* Trial “big win” for field of RNAi drugs - Leerink
* $1 bln peak sales expected for patisiran in 2023 - Credit Suisse
* Alnylam shares hit more than 2-yr high (Updates share moves)
By Tamara Mathias
Sept 20 (Reuters) - Alnylam Pharmaceuticals Inc’s RNAi-based drug that targets a rare genetic disease met the main goal of a key study, in a breakthrough for the new class of medicines that works by blocking disease-causing proteins.
The company’s shares soared as much as 55.8 percent to a more than two-year high of $116.93 in afternoon trading on Wednesday.
Alnylam’s patisiran belongs to a class of drugs that uses the Nobel-prize winning RNA interference (RNAi) mechanism to manipulate ribonucleic acid, which interferes with or “silences” targeted genes, and stops the formation of proteins that can cause diseases.
Patisiran was being evaluated in a late-stage study against a placebo for the treatment of patients with hereditary ATTR (hATTR) amyloidosis with polyneuropathy.
About 50,000 people worldwide are affected by hATTR amyloidosis, Alnylam said.
Polyneuropathy, a symptom of the disease, is the simultaneous malfunction of many peripheral nerves in the body resulting in tingling, numbness and kidney dysfunction.
Leerink analyst Paul Matteis said the results were a “big win” for Alnylam and RNAi as they validated the platform, noting that the safety data looked clean and sufficient to quell any concerns.
The drugmaker said it would file a marketing application for patisiran in late 2017 and expects to launch the drug by mid-2018.
Alnylam, which has been weighed down in the past by drug safety concerns, said it plans to initiate a program targeting cardiomyopathy - another symptom of the disease - alongside polyneuropathy in a late-stage study next year.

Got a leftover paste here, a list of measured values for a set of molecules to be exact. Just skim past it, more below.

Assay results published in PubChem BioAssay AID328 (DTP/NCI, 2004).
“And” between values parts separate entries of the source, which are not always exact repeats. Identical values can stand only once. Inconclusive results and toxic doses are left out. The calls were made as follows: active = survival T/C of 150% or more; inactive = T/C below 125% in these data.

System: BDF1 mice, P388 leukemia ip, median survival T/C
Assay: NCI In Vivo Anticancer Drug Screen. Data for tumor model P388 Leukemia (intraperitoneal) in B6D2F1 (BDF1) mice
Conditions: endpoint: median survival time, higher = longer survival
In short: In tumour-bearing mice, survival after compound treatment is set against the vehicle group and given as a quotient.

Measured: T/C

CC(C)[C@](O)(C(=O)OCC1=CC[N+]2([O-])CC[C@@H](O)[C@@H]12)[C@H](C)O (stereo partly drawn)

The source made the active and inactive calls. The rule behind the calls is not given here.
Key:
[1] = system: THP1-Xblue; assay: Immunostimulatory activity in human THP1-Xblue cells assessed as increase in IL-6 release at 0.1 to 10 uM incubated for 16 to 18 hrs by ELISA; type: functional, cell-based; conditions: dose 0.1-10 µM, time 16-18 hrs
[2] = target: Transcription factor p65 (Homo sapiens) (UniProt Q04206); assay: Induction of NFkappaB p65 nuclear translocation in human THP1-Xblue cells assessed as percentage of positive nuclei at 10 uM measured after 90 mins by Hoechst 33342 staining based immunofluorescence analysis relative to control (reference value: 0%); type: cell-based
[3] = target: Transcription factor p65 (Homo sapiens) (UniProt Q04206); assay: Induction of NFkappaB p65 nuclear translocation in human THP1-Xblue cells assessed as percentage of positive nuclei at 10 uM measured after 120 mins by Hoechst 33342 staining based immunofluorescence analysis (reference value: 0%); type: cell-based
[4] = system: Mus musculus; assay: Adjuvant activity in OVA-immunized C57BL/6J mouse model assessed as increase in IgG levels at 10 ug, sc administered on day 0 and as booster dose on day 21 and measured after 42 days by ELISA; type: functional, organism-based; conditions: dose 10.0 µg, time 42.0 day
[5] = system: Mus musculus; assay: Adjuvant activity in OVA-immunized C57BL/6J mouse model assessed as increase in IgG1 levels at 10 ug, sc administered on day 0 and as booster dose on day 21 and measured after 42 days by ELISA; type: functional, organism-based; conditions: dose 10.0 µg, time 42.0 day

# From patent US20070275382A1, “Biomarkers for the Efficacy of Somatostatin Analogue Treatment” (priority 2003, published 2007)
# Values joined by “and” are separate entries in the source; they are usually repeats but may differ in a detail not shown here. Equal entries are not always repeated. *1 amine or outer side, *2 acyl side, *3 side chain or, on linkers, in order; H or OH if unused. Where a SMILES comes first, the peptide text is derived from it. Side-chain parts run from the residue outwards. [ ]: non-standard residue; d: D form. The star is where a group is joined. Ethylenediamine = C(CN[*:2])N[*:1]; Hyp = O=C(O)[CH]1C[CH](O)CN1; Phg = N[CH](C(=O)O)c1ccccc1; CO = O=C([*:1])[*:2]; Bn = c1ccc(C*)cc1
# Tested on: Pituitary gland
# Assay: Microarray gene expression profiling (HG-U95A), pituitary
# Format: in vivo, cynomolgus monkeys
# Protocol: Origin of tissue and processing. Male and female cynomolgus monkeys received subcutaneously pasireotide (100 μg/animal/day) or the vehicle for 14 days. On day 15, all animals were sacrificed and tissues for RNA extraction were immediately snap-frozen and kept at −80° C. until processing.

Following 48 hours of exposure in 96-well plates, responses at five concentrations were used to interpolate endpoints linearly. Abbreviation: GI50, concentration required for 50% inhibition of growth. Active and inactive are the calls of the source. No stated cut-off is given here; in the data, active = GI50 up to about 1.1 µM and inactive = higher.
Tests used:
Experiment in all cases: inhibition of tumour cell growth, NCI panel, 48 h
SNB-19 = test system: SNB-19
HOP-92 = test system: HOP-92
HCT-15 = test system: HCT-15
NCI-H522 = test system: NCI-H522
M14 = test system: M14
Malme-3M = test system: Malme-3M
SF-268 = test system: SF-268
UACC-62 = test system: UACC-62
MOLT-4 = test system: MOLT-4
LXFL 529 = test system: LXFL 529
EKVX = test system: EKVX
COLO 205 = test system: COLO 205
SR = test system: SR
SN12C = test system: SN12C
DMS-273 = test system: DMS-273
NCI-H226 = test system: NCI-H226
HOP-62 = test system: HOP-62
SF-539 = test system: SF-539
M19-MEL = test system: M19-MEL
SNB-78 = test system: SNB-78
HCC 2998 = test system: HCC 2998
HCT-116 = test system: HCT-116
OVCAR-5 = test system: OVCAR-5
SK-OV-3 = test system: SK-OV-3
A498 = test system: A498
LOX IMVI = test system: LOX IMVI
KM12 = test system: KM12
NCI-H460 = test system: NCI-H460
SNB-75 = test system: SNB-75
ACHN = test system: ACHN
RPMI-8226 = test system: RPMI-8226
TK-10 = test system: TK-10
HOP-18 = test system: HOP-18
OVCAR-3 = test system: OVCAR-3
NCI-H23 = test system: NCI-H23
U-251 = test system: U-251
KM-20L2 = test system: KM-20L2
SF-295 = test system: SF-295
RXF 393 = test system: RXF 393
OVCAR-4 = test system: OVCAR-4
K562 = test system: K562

Analysts also noted that additional cardiac data could help increase the potential eligible population for the drug.
In early September, Alnylam stopped giving doses of its fitusiran drug for a rare bleeding disorder to patients enrolled in clinical studies after the death of a patient.
Last year, Alnylam stopped developing an RNAi drug to treat hereditary amyloidosis with cardiomyopathy, due to patient fatalities.
Credit Suisse analysts said patisiran’s data seemed to have “solid safety” compared with Ionis Pharmaceuticals Inc’s rival drug, which cleared a key study but raised safety concerns.
The brokerage estimates peak sales of $1 billion in 2023 for patisiran.
Alnylam’s data sent Ionis’ shares down 9 percent to $53.74, while shares of Medicines Co, which signed an RNAi licensing deal with Alnylam, were up 5.7 percent at $35.80.
Alnylam also said it would advance patisiran in the United States, Canada and Western Europe, while French drugmaker Sanofi would commercialize it in the rest of the world. (Reporting by Tamara Mathias in Bengaluru; additinal reporting by Akankshita Mukhopadhyay; Editing by Martina D‘Couto)